Surgical procedures that use a viewing instrument inserted through a natural body opening or through skin incisions
Endoscopic surgery is a technique that enables various procedures to be performed without making large incisions in the skin. An endoscope is a tube-like viewing instrument with a light source. Some endoscopes have a built-in miniature camera.
Endoscopes are inserted either through a natural body opening, such as the anus, or through a small incision, depending on the site to be accessed. Endoscopic surgery performed through skin incisions is often referred to as minimally invasive surgery (see Having minimally invasive surgery). Endoscopes may be flexible or rigid (see Flexible endoscopy, and Rigid endoscopy) and are used to provide a view of the inside of body cavities, either directly through the endoscope or on a screen.
Endoscopes may be used to carry out treatment, to examine a particular area, or to take tissue samples. Tiny instruments, such as forceps and scissors, are passed through small incisions in the skin or through side channels in the endoscope to reach the operating site. These instruments are operated by the surgeon, who is guided by the view through the endoscope or on the screen.
Since endoscopic surgery may not involve any incisions or only require small ones, the length of stay in hospital and recovery time are shorter than for open surgery. Bleeding from any small incisions that have been made is minimal. Therefore, the wounds heal more quickly and are less likely to become infected than the large incisions that are needed in open surgery.
When is it used?
Endoscopic surgery may be used to operate inside any part of the body that is large enough for the instruments to be inserted into and moved around. Suitable sites include the chest, abdominal cavity, pelvic cavity, digestive tract, large joints, such as the knee and hip, and the nasal sinuses. Endoscopes have different names according to the part of the body in which they are used. For example, laparoscopes are used in the abdominal cavity, bronchoscopes are used to look in the lungs, and colonoscopes are used inside the colon.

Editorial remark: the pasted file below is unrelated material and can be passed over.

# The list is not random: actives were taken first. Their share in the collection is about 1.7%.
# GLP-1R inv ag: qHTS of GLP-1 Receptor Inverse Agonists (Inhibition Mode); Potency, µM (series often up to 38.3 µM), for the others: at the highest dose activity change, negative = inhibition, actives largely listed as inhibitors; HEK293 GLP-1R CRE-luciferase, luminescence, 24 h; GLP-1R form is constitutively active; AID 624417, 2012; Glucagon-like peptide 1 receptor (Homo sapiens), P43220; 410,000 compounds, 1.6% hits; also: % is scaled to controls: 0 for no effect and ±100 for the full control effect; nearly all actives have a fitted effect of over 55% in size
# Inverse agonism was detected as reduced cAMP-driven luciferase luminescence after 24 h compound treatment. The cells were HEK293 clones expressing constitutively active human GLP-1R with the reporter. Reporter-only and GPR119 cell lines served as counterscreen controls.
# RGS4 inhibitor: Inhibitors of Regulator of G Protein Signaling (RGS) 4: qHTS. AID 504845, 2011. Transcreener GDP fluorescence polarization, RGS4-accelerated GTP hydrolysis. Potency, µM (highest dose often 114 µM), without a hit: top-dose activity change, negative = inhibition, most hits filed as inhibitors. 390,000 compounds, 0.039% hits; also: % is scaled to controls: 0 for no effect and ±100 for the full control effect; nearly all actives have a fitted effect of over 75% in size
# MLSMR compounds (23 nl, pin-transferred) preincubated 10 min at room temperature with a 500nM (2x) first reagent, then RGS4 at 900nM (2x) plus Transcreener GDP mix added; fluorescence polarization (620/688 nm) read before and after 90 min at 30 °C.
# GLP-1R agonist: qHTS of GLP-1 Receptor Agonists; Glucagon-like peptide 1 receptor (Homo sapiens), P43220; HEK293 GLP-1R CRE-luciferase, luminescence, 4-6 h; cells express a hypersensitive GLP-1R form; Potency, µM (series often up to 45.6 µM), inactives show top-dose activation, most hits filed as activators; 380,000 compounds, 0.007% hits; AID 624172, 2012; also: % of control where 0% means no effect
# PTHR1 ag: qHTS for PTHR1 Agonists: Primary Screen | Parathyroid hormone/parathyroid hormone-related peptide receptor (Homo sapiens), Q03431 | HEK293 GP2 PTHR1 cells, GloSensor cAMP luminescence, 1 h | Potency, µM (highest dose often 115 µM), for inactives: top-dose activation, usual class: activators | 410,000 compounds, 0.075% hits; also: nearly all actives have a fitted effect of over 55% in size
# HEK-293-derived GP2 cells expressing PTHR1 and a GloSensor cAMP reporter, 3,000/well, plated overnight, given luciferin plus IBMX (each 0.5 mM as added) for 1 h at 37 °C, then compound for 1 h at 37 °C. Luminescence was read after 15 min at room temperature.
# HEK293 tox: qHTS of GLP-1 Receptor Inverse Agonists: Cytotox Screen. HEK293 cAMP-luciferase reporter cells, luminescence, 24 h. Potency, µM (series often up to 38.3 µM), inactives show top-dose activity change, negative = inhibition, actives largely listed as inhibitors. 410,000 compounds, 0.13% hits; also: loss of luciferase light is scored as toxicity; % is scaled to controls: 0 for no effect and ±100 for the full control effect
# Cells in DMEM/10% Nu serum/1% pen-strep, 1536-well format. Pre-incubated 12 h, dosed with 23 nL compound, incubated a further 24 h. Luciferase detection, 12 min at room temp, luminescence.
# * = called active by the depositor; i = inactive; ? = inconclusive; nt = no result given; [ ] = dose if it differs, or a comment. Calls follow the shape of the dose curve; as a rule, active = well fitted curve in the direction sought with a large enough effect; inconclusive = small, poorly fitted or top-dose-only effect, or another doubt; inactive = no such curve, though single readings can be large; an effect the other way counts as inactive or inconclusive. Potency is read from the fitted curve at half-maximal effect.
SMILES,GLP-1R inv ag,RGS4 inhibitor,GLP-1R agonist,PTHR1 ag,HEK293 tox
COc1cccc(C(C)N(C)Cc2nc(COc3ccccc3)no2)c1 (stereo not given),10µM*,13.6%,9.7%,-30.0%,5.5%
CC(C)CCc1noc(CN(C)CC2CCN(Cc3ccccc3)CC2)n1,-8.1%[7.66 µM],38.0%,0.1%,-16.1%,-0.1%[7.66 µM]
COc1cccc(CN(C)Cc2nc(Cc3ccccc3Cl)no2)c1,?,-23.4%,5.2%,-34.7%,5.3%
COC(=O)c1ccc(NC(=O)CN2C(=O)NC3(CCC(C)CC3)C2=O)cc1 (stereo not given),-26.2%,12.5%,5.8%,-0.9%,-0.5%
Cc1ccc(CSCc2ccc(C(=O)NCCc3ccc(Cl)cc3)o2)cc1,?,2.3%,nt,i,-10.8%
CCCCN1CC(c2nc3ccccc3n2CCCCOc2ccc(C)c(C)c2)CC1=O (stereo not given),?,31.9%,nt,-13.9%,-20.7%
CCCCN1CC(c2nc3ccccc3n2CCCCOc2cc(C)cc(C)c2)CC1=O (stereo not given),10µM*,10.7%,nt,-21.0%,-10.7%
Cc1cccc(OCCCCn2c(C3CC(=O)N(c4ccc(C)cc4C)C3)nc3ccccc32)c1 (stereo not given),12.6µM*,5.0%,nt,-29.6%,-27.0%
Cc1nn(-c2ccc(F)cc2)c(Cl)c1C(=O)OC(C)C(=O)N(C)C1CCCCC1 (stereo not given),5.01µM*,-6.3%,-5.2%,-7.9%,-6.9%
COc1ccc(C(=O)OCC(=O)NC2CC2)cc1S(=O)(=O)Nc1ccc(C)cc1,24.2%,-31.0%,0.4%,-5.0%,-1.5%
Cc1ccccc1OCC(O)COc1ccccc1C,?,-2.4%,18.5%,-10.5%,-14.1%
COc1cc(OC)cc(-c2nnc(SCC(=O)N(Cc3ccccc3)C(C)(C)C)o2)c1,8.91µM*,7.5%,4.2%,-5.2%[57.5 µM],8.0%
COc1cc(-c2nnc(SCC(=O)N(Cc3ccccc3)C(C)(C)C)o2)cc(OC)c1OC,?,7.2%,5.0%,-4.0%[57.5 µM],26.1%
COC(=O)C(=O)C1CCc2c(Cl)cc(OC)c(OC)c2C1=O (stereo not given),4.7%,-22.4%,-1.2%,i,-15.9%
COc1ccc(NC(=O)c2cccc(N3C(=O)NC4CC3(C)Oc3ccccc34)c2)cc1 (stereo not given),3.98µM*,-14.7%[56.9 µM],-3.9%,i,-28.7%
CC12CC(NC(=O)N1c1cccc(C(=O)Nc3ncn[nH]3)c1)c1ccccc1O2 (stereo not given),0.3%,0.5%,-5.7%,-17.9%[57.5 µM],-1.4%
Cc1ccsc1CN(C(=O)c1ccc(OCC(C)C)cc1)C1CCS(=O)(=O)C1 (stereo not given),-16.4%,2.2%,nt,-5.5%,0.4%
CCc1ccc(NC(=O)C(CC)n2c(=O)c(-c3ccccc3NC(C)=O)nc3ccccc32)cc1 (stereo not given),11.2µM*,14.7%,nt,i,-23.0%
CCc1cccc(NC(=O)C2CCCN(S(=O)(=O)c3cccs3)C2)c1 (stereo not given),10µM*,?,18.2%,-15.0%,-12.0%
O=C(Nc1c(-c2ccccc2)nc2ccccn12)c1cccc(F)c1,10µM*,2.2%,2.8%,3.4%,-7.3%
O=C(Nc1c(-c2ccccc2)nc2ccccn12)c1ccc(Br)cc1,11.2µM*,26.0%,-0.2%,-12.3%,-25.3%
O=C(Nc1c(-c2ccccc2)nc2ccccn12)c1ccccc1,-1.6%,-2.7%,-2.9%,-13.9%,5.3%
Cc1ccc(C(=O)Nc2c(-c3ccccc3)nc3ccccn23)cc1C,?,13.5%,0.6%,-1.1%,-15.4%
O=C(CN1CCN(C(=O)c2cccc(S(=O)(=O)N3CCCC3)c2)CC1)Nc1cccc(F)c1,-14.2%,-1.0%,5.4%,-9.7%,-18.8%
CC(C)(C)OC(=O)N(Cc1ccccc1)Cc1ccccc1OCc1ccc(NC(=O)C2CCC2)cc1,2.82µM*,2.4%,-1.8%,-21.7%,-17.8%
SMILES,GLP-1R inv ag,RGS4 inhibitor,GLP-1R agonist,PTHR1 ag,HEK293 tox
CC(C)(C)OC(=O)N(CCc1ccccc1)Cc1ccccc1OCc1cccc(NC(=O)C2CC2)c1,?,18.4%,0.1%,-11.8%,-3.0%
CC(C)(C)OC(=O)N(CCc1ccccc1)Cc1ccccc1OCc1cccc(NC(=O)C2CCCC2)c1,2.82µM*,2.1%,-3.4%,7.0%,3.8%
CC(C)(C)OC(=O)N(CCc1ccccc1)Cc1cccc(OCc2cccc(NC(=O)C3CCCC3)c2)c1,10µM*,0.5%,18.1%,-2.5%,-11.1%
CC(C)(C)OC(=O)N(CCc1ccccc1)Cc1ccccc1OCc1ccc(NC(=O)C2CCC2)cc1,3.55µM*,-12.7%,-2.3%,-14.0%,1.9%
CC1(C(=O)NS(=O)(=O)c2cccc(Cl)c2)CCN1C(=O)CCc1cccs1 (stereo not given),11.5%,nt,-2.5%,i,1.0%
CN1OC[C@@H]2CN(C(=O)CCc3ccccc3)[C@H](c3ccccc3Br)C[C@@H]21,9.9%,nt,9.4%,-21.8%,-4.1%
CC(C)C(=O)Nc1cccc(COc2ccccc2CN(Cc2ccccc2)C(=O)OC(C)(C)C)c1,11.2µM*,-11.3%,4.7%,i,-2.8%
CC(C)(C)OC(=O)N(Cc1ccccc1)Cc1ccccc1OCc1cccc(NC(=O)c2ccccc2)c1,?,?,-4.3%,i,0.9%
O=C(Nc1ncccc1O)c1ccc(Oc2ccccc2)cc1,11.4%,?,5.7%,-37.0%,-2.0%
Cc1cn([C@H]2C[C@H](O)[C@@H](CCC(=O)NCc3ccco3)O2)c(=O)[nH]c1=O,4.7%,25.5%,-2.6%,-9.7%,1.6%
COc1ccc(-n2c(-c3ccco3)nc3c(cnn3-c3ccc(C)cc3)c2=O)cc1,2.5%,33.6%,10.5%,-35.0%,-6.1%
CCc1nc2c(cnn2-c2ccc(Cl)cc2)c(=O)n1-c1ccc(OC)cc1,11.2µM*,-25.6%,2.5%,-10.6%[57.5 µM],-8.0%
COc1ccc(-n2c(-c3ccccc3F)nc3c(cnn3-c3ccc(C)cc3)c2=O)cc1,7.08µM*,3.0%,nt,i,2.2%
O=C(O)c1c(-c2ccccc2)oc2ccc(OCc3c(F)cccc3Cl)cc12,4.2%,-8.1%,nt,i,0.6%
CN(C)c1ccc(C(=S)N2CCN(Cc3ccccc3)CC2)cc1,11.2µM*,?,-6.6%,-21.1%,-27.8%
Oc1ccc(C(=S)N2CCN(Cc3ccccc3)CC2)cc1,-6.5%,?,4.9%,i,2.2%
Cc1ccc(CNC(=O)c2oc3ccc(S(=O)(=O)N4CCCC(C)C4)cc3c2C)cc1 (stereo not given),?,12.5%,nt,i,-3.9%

If you have symptoms that suggest a disorder of the reproductive system, digestive tract, lungs, sinuses, or bladder, an endoscope may be inserted through the vagina, anus, mouth, nose, or urethra in order to investigate the affected area. Endoscopy through natural openings may be repeated safely many times and can be used to monitor a condition such as a peptic ulcer.
When the area under investigation cannot be accessed through a natural body opening, small incisions need to be made for the endoscope and other instruments. For example, if you have a disorder of the gallbladder, appendix, or some parts of the female reproductive system, such as the fallopian tubes, a laparoscope may be inserted through an incision in the abdomen to carry out investigations or treatment (see Laparoscopy). Laparascopes are also used in female sterilization. If you have a disorder of the joints, such as arthritis, or a damaged cartilage or ligament, an arthroscope inserted through a small incision may be used to view and possibly to operate on the affected joint (see Arthroscopy).
What happens during the operation?
Endoscopic surgery through natural openings in the body, such as the throat or anus, may not need an anaesthetic or may take place under sedation or local anaesthesia. This means that you remain conscious, but the area being operated on is numb (see Having a local anaesthetic, and Having a regional anaesthetic). After the endoscope has been inserted into the body opening, surgical instruments may be introduced through specific channels in the endoscope.
The majority of endoscopic surgical procedures through incisions are performed under general anaesthesia (see Having a general anaesthetic). An incision about 13 mm (
The surgeon looks at the procedure through an eyepiece on the endoscope and also observes a magnified image of the operating site transmitted to a video monitor. The surgeon’s colleagues can also watch the procedure on the screen.
When the operation is complete, the endoscope and all the instruments are removed. The incisions are then closed, often with a single stitch.
What are the risks?
The risk of damage to a body organ or blood vessel is slightly greater with endoscopic surgery than it is with open surgery because the surgeon has to work in a more restricted area. As with all types of surgery, there is a risk of an adverse reaction to the anaesthetic. During the operation, the surgeon may need to access a larger area and perform open surgery. For this reason, you will be asked for your consent to open surgery before an endoscopic operation.
From the 2010 revision of the Complete Home Medical Guide © Dorling Kindersley Limited.
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